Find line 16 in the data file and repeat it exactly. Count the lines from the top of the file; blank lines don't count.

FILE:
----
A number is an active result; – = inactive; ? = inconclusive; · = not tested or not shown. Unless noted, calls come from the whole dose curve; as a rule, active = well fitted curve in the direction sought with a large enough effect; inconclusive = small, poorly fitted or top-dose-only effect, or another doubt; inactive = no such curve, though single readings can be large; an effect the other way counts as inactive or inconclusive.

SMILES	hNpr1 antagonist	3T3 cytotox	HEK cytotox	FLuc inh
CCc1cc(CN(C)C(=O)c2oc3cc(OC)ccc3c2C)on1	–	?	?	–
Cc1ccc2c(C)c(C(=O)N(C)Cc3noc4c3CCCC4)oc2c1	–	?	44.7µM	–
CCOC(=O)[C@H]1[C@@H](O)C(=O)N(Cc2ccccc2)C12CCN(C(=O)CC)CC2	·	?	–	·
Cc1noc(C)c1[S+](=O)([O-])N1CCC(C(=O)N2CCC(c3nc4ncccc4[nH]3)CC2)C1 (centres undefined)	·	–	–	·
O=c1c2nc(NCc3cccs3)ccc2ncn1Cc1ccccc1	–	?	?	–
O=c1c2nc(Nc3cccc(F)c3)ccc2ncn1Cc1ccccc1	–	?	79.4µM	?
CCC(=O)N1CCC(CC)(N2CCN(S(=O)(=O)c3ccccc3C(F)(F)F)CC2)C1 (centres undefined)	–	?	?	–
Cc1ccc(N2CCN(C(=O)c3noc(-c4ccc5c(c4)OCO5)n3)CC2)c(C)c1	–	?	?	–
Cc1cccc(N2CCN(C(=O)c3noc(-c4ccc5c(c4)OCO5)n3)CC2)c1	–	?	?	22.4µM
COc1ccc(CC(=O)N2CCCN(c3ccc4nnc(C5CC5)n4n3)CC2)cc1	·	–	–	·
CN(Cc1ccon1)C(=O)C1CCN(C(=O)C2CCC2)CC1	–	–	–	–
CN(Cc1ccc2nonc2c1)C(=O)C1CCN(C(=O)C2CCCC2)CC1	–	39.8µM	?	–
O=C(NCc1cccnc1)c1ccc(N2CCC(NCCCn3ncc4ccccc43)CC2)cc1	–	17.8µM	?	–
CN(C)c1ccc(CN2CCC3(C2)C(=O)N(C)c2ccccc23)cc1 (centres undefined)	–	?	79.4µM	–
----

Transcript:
CN(C)c1ccc(CN2CCC3(C2)C(=O)N(C)c2ccccc23)cc1 (centres undefined)	–	?	79.4µM	–